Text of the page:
Who Benefits from Tunisia’s Green Hydrogen Strategy?


(Tunis, 20 December 2022) – The Arab Reform Initiative and Heinrich Böll Foundation released a new report examining Tunisia’s national green hydrogen strategy as the country is preparing to develop and scale the production of this “green fuel” with the help of foreign partners.

In the research paper, entitled Who Benefits from Tunisia’s Green Hydrogen Strategy? author Aïda Delpuech argues that in the run to develop this green alternative, both Tunisia and its partner, Germany, have failed to sufficiently assess the environmental and social impact of such a strategy on Tunisia or consult with civil society actors and potentially affected local communities.

“For green hydrogen to be true to its potential as a clean energy, there needs to be a clear discussion around its potential social and environmental costs for Tunisia and such a discussion should involve a much wider segment of stakeholders than what we have seen so far,” said Zied Boussen, Tunisia research fellow at the Arab Reform Initiative.

Tunisia launched in early 2022 the development of its national strategy for green hydrogen which it aims to finalize by 2024. The country has already announced that it will prioritize the export of this green fuel over local use. Germany is a key partner of Tunisia in developing this resource and in December 2020, Tunisia and Germany signed a 31-million-euro deal cooperation agreement to develop this new sector.

As the global energy sector sought to revamp itself over recent years, several countries around the world have joined a race toward green hydrogen. Unlike grey hydrogen, made by fossil fuels (natural gas) and a significant source of greenhouse gases, green hydrogen is generated by electrolysis whereby water is split using electricity from renewable energy sources. The large-scale production – powered by solar and wind energy megaprojects – requires vast mobilization of several types of resources along the entire production chain of this fuel.

Hailed as the “energy of the future”, green hydrogen in Tunisia is being promoted as seeking to de-carbonize key industries as well as transportation. However, the report criticizes Tunisia’s focus on the export of this green energy to Europe without prioritizing local needs, given that Tunisia depends as much as 97% on Algerian gas to produce electricity. Such a move would entrench an already slow energy transition in Tunisia.

Climate commitments and geopolitical tensions tied to the Russian Invasion of Ukraine have prompted European countries to turn to different providers, including North African countries, for their energy needs. Publicly announced on 18 May 2022, the “RepowerEU” plan, envisions to double green hydrogen imports by 2030, boosting the estimates to an expected 10 million tons per year.

“The development strategy of green hydrogen – as well as a broader transition towards more renewables - could be a significant opportunity to meet local needs in North Africa and to decarbonize some industrial sectors in Europe but only if the plans are well thought through and based on multi-stakeholder consultations,” said Sarine Karajerjian, director of the Environmental Politics program at the Arab Reform Initiative. “If green energy is just thought of as a “product for export” then we risk seeing a repeat of old exploitative economic relations that tend to ignore the needs of locals as well as their social and environmental well-being.”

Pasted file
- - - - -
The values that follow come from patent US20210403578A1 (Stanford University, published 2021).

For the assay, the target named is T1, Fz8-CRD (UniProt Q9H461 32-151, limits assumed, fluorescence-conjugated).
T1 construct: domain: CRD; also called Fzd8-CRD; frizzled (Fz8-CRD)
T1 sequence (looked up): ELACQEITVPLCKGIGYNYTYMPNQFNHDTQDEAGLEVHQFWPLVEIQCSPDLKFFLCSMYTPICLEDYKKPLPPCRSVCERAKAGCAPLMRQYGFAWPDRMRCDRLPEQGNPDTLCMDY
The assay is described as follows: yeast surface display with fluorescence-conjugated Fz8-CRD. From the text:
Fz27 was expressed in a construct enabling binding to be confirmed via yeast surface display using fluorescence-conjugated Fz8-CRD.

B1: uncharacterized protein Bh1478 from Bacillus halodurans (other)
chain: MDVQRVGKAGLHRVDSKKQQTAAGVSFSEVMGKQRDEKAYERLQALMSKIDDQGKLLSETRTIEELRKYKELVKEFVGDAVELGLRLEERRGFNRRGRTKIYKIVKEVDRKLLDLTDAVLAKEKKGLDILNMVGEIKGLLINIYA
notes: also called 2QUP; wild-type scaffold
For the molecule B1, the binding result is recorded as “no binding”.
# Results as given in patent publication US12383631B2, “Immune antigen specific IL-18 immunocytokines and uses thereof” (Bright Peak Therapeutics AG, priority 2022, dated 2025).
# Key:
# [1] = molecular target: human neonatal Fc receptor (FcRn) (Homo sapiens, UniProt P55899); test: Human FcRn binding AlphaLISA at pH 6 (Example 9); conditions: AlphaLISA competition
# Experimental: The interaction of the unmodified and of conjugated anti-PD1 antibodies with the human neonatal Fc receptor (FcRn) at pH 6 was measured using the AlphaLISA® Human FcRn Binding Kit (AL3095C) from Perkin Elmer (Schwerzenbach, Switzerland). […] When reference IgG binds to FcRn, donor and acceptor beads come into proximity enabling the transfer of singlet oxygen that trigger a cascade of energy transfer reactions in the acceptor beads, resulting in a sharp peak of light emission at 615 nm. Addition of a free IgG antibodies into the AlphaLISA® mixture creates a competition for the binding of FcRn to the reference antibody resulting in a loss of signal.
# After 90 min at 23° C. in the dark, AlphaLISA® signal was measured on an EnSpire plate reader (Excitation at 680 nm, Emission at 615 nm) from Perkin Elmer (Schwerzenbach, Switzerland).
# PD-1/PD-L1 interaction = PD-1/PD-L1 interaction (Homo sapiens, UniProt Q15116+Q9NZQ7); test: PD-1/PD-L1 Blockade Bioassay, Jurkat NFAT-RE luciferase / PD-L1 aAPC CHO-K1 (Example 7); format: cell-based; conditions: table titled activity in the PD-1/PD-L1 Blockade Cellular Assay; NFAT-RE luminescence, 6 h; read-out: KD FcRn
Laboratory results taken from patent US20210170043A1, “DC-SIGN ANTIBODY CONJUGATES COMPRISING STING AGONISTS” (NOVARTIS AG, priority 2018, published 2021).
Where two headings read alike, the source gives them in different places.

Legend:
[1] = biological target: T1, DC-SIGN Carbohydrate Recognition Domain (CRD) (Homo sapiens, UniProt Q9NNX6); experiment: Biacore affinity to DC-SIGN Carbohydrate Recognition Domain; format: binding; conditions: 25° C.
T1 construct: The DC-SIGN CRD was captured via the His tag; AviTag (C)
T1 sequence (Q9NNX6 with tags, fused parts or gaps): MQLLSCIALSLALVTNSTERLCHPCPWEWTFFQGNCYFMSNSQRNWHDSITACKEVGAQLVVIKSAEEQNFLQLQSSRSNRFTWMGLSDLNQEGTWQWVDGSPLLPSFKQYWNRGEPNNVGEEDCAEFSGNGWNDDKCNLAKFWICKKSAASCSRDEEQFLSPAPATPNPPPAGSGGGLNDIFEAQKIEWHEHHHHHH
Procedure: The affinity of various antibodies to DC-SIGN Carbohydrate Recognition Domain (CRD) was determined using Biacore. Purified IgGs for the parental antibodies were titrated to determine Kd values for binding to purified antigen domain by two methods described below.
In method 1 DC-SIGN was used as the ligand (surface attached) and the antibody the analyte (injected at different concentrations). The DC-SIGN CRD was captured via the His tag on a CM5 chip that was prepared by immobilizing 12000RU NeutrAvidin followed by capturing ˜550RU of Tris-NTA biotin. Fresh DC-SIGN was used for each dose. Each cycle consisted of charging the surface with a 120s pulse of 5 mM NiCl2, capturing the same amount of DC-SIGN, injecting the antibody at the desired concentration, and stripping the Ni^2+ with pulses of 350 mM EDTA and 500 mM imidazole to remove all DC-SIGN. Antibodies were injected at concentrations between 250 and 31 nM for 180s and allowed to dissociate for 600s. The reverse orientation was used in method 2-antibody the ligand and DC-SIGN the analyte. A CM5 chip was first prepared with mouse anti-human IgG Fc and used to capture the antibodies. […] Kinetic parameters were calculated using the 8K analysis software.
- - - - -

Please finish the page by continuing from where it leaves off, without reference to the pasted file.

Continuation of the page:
To ensure that the development strategy of green hydrogen in Tunisia serves local needs as well as contributes to decarbonizing key industries in Europe, the report puts forwards some key recommendations for decision-makers as well as development partners. These include:

General recommendations for decision-makers:

  • Green hydrogen production has to follow strict social and sustainability standards and respect human rights.
  • Green hydrogen production should be oriented towards the prioritization of local value creation and access of local users to energy supply.
  • Green hydrogen production should not compromise the national renewable energy transition strategy or national de-carbonization goals in general.

Recommendations for Tunisian decision-makers:

  • Developing standardized national and regional stakeholder consultation processes to include local land users and other affected people as part of the development of a Tunisian green hydrogen strategy.
  • Guaranteeing the right of local communities to say no to renewable energy projects on their lands, while investing early stage into transparency and information sharing and to plan a win-win scenario and benefit sharing with the locals to win their support and avoid conflict.
  • Establishing a national framework that defines the parameters of local community participation and benefits (monetary or other) from renewable energy facilities.
  • Ensuring that communities using the land have legal support to negotiate with investors, energy companies or relevant stakeholders and access to independent mediation in case of conflict.
  • Ensuring better coordination between the Ministries and relevant bodies already in the strategy-building process to harmonize efforts and enforce cohesion of relevant actors and their particular goals.

Recommendations for international development partners:

  • Assessing ecological risks by conducting environmental impact studies that inform the development of the national green hydrogen strategy.
  • Countries that import hydrogen should be required to certify that the green hydrogen procured comes from projects that meet international human rights standards.

For more information, please contact us via: contact@arab-reform.net


The views represented in this paper are those of the author(s) and do not necessarily reflect the views of the Arab Reform Initiative, its staff, or its board.